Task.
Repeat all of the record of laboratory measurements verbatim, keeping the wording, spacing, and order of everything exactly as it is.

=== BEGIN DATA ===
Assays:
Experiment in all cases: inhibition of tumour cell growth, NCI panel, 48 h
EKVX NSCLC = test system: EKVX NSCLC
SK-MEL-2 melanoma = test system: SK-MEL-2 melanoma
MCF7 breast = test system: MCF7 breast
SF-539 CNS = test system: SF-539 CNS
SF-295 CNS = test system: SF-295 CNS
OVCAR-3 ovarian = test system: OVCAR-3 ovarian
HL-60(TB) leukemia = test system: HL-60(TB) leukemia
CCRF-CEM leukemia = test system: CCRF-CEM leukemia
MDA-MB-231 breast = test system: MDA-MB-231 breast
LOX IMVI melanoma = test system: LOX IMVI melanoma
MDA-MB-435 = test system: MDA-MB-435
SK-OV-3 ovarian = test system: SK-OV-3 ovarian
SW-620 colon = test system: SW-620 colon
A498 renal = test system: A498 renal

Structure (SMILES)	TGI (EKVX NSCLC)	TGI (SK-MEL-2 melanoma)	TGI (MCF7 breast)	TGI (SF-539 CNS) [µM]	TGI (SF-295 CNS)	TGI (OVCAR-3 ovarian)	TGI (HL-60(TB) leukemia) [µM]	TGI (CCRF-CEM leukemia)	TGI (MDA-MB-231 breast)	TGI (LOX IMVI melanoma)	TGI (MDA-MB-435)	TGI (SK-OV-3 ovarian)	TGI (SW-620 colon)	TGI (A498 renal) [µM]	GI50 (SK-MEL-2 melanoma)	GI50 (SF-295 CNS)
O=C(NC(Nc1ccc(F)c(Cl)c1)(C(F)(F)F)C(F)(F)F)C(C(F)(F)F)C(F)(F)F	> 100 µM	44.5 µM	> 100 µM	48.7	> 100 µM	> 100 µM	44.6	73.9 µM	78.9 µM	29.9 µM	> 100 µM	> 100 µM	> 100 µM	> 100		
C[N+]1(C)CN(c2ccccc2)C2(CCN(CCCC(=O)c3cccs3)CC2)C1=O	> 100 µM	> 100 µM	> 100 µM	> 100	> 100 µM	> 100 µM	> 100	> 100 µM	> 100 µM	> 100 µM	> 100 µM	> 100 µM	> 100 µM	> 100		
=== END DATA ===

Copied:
Assays:
Experiment in all cases: inhibition of tumour cell growth, NCI panel, 48 h
EKVX NSCLC = test system: EKVX NSCLC
SK-MEL-2 melanoma = test system: SK-MEL-2 melanoma
MCF7 breast = test system: MCF7 breast
SF-539 CNS = test system: SF-539 CNS
SF-295 CNS = test system: SF-295 CNS
OVCAR-3 ovarian = test system: OVCAR-3 ovarian
HL-60(TB) leukemia = test system: HL-60(TB) leukemia
CCRF-CEM leukemia = test system: CCRF-CEM leukemia
MDA-MB-231 breast = test system: MDA-MB-231 breast
LOX IMVI melanoma = test system: LOX IMVI melanoma
MDA-MB-435 = test system: MDA-MB-435
SK-OV-3 ovarian = test system: SK-OV-3 ovarian
SW-620 colon = test system: SW-620 colon
A498 renal = test system: A498 renal

Structure (SMILES)	TGI (EKVX NSCLC)	TGI (SK-MEL-2 melanoma)	TGI (MCF7 breast)	TGI (SF-539 CNS) [µM]	TGI (SF-295 CNS)	TGI (OVCAR-3 ovarian)	TGI (HL-60(TB) leukemia) [µM]	TGI (CCRF-CEM leukemia)	TGI (MDA-MB-231 breast)	TGI (LOX IMVI melanoma)	TGI (MDA-MB-435)	TGI (SK-OV-3 ovarian)	TGI (SW-620 colon)	TGI (A498 renal) [µM]	GI50 (SK-MEL-2 melanoma)	GI50 (SF-295 CNS)
O=C(NC(Nc1ccc(F)c(Cl)c1)(C(F)(F)F)C(F)(F)F)C(C(F)(F)F)C(F)(F)F	> 100 µM	44.5 µM	> 100 µM	48.7	> 100 µM	> 100 µM	44.6	73.9 µM	78.9 µM	29.9 µM	> 100 µM	> 100 µM	> 100 µM	> 100		
C[N+]1(C)CN(c2ccccc2)C2(CCN(CCCC(=O)c3cccs3)CC2)C1=O	> 100 µM	> 100 µM	> 100 µM	> 100	> 100 µM	> 100 µM	> 100	> 100 µM	> 100 µM	> 100 µM	> 100 µM	> 100 µM	> 100 µM	> 100		